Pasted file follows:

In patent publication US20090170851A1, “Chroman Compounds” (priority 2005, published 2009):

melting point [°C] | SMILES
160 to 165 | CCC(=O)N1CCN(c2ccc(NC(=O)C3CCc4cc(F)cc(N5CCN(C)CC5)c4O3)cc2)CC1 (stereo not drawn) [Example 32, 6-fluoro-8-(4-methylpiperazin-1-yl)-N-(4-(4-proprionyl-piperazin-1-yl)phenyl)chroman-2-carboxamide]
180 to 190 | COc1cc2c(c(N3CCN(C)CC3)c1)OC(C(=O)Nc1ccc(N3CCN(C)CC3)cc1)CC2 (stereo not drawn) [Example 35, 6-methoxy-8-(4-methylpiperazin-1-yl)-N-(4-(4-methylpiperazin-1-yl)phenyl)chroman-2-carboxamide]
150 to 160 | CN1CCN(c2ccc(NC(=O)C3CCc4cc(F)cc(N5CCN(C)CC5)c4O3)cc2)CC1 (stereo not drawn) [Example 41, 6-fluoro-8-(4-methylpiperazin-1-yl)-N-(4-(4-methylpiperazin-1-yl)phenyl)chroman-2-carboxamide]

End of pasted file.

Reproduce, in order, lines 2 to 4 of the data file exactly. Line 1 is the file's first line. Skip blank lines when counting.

melting point [°C] | SMILES
160 to 165 | CCC(=O)N1CCN(c2ccc(NC(=O)C3CCc4cc(F)cc(N5CCN(C)CC5)c4O3)cc2)CC1 (stereo not drawn) [Example 32, 6-fluoro-8-(4-methylpiperazin-1-yl)-N-(4-(4-proprionyl-piperazin-1-yl)phenyl)chroman-2-carboxamide]
180 to 190 | COc1cc2c(c(N3CCN(C)CC3)c1)OC(C(=O)Nc1ccc(N3CCN(C)CC3)cc1)CC2 (stereo not drawn) [Example 35, 6-methoxy-8-(4-methylpiperazin-1-yl)-N-(4-(4-methylpiperazin-1-yl)phenyl)chroman-2-carboxamide]